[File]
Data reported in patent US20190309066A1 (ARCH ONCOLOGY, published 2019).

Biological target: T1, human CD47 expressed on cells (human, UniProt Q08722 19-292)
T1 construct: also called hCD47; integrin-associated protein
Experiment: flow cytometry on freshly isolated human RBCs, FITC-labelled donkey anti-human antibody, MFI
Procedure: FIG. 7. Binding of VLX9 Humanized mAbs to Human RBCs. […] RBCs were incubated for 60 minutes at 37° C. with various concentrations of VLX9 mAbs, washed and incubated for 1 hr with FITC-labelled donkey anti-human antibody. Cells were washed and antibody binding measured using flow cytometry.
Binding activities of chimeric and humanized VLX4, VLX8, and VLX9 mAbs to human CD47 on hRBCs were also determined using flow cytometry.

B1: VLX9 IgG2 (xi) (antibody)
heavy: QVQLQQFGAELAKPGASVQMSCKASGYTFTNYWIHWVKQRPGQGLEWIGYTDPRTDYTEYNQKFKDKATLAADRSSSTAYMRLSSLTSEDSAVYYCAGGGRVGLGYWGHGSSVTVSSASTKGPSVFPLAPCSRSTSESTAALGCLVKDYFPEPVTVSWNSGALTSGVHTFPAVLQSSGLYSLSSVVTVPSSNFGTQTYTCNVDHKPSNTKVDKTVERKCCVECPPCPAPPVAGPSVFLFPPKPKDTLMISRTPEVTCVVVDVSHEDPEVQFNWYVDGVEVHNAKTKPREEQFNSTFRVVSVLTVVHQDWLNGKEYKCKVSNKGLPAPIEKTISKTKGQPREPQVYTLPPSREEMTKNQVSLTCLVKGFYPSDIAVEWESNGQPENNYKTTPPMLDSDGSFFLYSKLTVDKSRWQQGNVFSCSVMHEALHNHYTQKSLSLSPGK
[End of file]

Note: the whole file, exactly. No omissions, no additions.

Data reported in patent US20190309066A1 (ARCH ONCOLOGY, published 2019).

Biological target: T1, human CD47 expressed on cells (human, UniProt Q08722 19-292)
T1 construct: also called hCD47; integrin-associated protein
Experiment: flow cytometry on freshly isolated human RBCs, FITC-labelled donkey anti-human antibody, MFI
Procedure: FIG. 7. Binding of VLX9 Humanized mAbs to Human RBCs. […] RBCs were incubated for 60 minutes at 37° C. with various concentrations of VLX9 mAbs, washed and incubated for 1 hr with FITC-labelled donkey anti-human antibody. Cells were washed and antibody binding measured using flow cytometry.
Binding activities of chimeric and humanized VLX4, VLX8, and VLX9 mAbs to human CD47 on hRBCs were also determined using flow cytometry.

B1: VLX9 IgG2 (xi) (antibody)
heavy: QVQLQQFGAELAKPGASVQMSCKASGYTFTNYWIHWVKQRPGQGLEWIGYTDPRTDYTEYNQKFKDKATLAADRSSSTAYMRLSSLTSEDSAVYYCAGGGRVGLGYWGHGSSVTVSSASTKGPSVFPLAPCSRSTSESTAALGCLVKDYFPEPVTVSWNSGALTSGVHTFPAVLQSSGLYSLSSVVTVPSSNFGTQTYTCNVDHKPSNTKVDKTVERKCCVECPPCPAPPVAGPSVFLFPPKPKDTLMISRTPEVTCVVVDVSHEDPEVQFNWYVDGVEVHNAKTKPREEQFNSTFRVVSVLTVVHQDWLNGKEYKCKVSNKGLPAPIEKTISKTKGQPREPQVYTLPPSREEMTKNQVSLTCLVKGFYPSDIAVEWESNGQPENNYKTTPPMLDSDGSFFLYSKLTVDKSRWQQGNVFSCSVMHEALHNHYTQKSLSLSPGK